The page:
Surgical Therapy for Colorectal Adenocarcinoma




Colorectal cancer (CRC) remains the second leading cause of cancer mortality among men, and the third leading cause among women. Worldwide, CRC is the fourth most common cancer with approximately 1 million new cases annually. Unfortunately, advanced disease at diagnosis is still all too common. Locally advanced rectal cancer, node-positive colon cancer, and metastatic disease still compose a significant proportion of colon and rectal cancer. Surgery is the mainstay of treatment, providing definitive management and potential cure in early cases, and effective palliation in advanced cases. Chemotherapy and, sometimes, radiotherapy are essential components of effective treatment. This article briefly reviews the general principles of surgical management and describes recent developments.


Colon and rectal adenocarcinoma was projected to afflict 153,800 Americans in 2007 and was estimated to cause more than 52,000 deaths . Colorectal cancer (CRC) remains the second leading cause of cancer mortality among men, and the third leading cause among women. Worldwide, CRC is the fourth most common cancer with approximately 1 million new cases annually. North America, Europe, Australia, and New Zealand are high-risk regions . Unfortunately, advanced disease at diagnosis is still all too common. Locally advanced rectal cancer, node-positive colon cancer, and metastatic disease still compose a significant proportion of colon and rectal cancer . Surgery is the mainstay of treatment, providing definitive management and potential cure in early cases, and effective palliation in advanced cases. Chemotherapy and, sometimes, radiotherapy are essential components of effective treatment. This article briefly reviews the general principles of surgical management and describes recent developments.


General Principles of Surgical Treatment


CRC is generally diagnosed by colonoscopy or contrast radiography. An increasing percentage of cases are first detected by abdominal CT. Surgical planning is influenced by the cancer location, the clinical stage, and other factors, such as comorbid conditions, patient frailty, and prior surgery. Preoperative colonoscopy provides a secure histologic diagnosis and determines whether the remainder of the colon is clean of polyps or synchronous cancers. A preoperative CT scan provides additional staging information and assesses whether adjacent vital structures, such as the ureters (for low pelvic lesions) or the duodenum (for right transverse colon lesions), are involved. The local extent of rectal carcinoma is best assessed by endorectal ultrasound, as described in an accompanying article by Bhutani, elsewhere in this issue. Neither histologic grade nor molecular markers currently influence the contemplated surgery, but these factors may become important in subsequent therapy. Similarly, serum carcinoembryonic antigen levels do not influence preoperative decision making, but may assist in postsurgical monitoring.


Resection is based on standard anatomic regions according to the regional lymphatic drainage and blood supply ( Figs. 1 and 2 ). An adequate lymphadenectomy should remove all draining lymphatics at risk for metastatic involvement. Numerous large clinical trials have demonstrated that surgery alone results in a 5- or 10-year survival of 50% to 60% for stage III cancer . The Cancer Staging Handbook of the American Joint Committee on Cancer recommends that at least 12 lymph nodes draining the primary cancer should be excised and examined to ensure proper staging and provide adequate surgical clearance . For cancers above the peritoneal reflection, the length of colon resected is generally determined by the mesenteric vascular segmental anatomy and the surgical margins are usually ample. Frozen sections are rarely required.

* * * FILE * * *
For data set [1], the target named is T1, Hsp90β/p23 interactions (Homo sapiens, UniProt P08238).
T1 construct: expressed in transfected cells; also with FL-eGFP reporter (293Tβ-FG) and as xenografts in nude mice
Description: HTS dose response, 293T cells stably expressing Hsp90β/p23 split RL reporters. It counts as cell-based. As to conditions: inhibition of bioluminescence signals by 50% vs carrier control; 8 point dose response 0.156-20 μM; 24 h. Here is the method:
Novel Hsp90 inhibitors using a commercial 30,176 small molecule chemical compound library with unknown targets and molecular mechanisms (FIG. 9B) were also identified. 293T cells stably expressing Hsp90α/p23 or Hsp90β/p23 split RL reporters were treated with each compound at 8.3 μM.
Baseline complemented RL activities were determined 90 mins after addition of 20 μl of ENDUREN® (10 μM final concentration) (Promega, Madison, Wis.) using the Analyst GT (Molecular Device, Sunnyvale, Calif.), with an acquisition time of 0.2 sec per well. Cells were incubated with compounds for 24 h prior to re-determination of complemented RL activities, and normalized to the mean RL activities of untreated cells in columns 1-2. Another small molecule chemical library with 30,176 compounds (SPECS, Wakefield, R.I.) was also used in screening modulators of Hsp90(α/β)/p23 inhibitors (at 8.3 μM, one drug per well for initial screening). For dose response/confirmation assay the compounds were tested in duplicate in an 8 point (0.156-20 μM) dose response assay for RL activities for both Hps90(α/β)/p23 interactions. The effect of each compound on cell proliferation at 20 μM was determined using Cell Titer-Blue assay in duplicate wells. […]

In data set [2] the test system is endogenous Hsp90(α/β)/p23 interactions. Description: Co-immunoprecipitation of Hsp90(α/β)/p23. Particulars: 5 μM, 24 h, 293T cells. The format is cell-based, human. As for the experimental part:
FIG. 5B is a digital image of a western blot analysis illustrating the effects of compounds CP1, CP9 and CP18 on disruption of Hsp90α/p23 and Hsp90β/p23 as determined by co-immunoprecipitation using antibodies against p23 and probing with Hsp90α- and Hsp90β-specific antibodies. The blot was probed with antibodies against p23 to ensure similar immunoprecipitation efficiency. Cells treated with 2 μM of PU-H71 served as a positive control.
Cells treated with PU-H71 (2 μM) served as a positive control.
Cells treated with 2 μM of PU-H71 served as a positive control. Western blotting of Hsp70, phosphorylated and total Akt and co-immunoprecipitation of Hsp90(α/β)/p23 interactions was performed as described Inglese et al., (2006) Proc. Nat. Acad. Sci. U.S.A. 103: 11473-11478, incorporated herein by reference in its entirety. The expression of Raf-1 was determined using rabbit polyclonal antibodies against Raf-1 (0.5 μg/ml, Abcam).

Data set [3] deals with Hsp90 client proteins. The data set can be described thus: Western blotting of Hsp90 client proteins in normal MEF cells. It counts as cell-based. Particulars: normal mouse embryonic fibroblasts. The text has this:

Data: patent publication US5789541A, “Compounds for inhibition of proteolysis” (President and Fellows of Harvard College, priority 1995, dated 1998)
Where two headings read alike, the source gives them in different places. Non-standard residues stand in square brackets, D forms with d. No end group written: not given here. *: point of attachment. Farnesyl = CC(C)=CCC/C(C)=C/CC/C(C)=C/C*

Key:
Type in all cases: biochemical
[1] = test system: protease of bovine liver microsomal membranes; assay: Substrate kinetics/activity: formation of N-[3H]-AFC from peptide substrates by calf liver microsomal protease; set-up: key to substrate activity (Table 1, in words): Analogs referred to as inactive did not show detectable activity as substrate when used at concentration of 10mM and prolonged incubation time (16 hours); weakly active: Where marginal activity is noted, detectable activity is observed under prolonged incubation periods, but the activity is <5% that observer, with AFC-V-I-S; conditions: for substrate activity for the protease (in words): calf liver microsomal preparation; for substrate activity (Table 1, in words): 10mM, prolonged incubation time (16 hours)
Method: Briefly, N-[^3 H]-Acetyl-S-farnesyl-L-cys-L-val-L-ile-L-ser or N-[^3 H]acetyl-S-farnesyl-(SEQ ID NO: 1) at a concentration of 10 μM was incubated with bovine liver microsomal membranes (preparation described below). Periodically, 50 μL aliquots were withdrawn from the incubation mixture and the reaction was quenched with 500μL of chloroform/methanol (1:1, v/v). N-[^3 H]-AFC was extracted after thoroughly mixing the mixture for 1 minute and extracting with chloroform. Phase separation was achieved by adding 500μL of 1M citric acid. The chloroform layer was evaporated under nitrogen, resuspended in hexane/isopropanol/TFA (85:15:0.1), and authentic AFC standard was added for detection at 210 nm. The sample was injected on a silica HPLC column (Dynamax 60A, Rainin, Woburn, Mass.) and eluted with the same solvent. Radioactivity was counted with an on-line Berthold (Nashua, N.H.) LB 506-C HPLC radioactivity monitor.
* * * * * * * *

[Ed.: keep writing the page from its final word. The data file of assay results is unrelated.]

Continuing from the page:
Fig. 1


Extent of resection ( dashed line ) for right hemicolectomy for carcinoma of the cecum. ( From Scott-Conner CEH, editor. Chassin’s operative strategy in colon and rectal surgery. New York: Springer Verlag; 2006; with kind permission of Springer Science and Business Media.)



Fig. 2


Extent of resection ( dashed line ) for left hemicolectomy for carcinoma of the descending colon. ( From Scott-Conner CEH, editor. Chassin’s operative strategy in colon and rectal surgery. New York: Springer Verlag; 2006; with kind permission of Springer Science and Business Media.)


Below the peritoneal reflection, the desire for wide surgical margins must be balanced against sphincter preservation. The most difficult margin to control may, in fact, not be the longitudinal margin (ie, distance from the cancer to the sphincters) but the radial margin using the total mesorectal excision (TME) technique. This technique has been thoroughly analyzed, and is now considered standard for rectal cancer. The role of staging and neoadjuvant therapy for rectal cancer is discussed later.


Approximately 5% of patients who undergo colon cancer surgery have synchronous lesions. The management depends on the relative location of the synchronous lesions, family history, patient age, and other factors. Most surgeons prefer an extended resection encompassing both lesions with a single anastomosis, rather than two discontinuous segmental resections with two anastomoses. Subtotal colectomy may be required to accomplish this goal.


High-risk situations, such as chronic ulcerative colitis with severe dysplasia or familial adenomatous polyposis, are best managed by prophylactic surgery (restorative proctocolectomy) before carcinoma develops. When frank carcinoma is encountered in these situations, treatment of the existing malignancy takes precedence over prevention of a subsequent cancer, and a slightly more conservative resection, such as a subtotal colectomy, rather than restorative proctocolectomy or even proctocolectomy with ileostomy, may be elected to minimize complications.


In preparation for elective colon resection, the patient undergoes careful assessment of risk, including cardiac, pulmonary, and hematologic evaluation. Mechanical bowel cleansing is obtained by a combination of cathartics and enemas, or by antegrade lavage. If a CRC is nearly obstructing, the bowel preparation may require modification. Mechanical bowel preparation is supplemented by preoperative administration of antibiotics. Surgery is usually performed under general anesthesia. Epidural catheters are placed for postoperative pain control.




Right and Left Hemicolectomy